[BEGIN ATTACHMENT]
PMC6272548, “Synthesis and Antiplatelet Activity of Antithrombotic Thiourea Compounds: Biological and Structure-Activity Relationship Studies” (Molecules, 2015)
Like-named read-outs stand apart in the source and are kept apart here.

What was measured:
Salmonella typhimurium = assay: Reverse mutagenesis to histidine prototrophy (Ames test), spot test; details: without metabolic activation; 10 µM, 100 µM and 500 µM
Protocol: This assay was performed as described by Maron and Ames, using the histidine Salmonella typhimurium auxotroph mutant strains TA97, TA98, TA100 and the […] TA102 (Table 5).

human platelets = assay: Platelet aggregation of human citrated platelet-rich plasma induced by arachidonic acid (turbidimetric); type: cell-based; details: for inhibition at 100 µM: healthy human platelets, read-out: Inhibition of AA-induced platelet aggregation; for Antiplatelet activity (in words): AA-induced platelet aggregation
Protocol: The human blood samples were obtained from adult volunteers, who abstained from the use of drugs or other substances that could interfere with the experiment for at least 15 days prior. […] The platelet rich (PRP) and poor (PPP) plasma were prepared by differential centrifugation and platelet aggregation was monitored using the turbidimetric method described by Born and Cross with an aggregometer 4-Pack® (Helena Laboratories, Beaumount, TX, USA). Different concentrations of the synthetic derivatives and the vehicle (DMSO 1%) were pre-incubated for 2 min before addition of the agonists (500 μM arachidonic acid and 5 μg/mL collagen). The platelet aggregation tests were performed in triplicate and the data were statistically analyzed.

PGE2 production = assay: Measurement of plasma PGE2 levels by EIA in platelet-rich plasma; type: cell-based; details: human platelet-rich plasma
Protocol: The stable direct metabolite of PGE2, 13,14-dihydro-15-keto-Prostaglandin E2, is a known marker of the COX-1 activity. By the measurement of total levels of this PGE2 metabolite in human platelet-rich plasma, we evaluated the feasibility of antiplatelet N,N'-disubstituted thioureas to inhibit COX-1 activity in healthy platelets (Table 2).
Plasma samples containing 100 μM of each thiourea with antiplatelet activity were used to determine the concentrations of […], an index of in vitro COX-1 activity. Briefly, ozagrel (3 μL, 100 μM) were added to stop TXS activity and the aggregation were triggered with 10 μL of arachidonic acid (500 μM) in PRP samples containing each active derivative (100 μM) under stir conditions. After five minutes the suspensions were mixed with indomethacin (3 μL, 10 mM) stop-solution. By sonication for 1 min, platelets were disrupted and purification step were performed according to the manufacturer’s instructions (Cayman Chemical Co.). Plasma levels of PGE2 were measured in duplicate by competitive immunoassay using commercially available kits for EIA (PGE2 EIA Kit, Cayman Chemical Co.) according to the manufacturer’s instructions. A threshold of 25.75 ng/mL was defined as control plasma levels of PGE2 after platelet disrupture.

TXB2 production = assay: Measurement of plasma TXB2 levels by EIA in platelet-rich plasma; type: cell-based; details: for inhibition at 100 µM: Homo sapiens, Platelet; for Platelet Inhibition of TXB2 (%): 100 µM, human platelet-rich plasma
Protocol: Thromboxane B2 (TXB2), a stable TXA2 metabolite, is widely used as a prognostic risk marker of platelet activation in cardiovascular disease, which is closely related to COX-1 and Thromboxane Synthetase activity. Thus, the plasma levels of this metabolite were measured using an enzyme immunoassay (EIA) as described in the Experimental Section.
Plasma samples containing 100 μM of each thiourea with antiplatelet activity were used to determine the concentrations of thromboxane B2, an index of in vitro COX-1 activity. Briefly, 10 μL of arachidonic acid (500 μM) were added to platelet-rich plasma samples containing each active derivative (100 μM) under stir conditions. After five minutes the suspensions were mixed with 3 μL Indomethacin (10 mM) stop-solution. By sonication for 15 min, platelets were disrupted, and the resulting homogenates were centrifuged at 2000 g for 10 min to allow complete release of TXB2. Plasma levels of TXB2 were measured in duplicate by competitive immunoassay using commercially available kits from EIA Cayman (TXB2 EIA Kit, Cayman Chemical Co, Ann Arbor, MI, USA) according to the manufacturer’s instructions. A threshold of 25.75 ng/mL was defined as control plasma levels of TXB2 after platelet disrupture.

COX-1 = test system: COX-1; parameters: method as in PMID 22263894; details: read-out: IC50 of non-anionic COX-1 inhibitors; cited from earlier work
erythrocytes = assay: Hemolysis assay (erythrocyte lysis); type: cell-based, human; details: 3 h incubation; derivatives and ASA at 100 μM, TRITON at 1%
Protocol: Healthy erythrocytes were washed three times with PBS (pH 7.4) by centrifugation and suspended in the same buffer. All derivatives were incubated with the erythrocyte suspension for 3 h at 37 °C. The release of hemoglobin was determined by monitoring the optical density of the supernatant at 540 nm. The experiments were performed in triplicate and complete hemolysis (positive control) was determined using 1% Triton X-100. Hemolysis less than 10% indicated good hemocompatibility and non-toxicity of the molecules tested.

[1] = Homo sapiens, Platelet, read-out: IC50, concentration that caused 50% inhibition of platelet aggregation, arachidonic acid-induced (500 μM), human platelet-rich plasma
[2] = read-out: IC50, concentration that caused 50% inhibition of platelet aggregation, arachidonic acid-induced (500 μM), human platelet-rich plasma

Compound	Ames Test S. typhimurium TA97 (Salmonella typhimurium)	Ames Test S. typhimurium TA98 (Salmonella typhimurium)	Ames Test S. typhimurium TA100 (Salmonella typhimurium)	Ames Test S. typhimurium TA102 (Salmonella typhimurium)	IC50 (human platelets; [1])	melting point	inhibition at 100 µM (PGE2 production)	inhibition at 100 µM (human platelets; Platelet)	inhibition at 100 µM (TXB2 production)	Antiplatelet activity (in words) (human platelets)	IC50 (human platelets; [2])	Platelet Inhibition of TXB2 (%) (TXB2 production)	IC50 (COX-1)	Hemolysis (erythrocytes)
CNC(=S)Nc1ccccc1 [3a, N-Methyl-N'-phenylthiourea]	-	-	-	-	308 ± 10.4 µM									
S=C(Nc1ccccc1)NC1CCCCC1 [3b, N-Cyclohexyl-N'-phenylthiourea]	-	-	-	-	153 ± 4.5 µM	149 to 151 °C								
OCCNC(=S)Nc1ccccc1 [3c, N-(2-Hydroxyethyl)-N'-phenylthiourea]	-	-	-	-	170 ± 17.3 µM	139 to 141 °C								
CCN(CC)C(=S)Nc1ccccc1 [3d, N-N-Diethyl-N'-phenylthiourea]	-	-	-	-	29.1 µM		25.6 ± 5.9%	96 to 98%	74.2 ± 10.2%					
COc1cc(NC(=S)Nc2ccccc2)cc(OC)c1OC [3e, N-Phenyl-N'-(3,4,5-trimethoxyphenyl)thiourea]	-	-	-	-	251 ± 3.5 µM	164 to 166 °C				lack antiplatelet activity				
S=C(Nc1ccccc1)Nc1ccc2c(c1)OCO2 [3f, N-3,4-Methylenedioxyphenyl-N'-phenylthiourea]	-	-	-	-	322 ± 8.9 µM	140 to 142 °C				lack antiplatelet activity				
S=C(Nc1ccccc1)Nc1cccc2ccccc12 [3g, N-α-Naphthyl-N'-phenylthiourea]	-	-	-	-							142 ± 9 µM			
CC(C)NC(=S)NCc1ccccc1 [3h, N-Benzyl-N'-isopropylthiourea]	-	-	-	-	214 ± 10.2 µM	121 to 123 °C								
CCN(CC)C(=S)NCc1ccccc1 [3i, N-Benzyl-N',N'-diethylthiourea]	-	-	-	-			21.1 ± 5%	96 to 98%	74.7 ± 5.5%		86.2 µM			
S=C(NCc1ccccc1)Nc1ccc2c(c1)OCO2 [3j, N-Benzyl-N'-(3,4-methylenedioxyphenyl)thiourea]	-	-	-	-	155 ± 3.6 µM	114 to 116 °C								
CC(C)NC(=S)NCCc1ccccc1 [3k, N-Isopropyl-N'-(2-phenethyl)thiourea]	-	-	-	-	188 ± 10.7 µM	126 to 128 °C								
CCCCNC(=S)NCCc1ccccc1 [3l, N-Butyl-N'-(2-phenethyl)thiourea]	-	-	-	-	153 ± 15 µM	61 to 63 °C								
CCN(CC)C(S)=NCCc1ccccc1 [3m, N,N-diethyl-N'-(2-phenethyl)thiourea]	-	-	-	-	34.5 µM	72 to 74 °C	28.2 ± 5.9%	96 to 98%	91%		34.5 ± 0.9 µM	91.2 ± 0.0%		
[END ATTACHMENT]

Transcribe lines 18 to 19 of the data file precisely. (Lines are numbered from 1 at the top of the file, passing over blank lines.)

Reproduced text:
[2] = read-out: IC50, concentration that caused 50% inhibition of platelet aggregation, arachidonic acid-induced (500 μM), human platelet-rich plasma

Compound	Ames Test S. typhimurium TA97 (Salmonella typhimurium)	Ames Test S. typhimurium TA98 (Salmonella typhimurium)	Ames Test S. typhimurium TA100 (Salmonella typhimurium)	Ames Test S. typhimurium TA102 (Salmonella typhimurium)	IC50 (human platelets; [1])	melting point	inhibition at 100 µM (PGE2 production)	inhibition at 100 µM (human platelets; Platelet)	inhibition at 100 µM (TXB2 production)	Antiplatelet activity (in words) (human platelets)	IC50 (human platelets; [2])	Platelet Inhibition of TXB2 (%) (TXB2 production)	IC50 (COX-1)	Hemolysis (erythrocytes)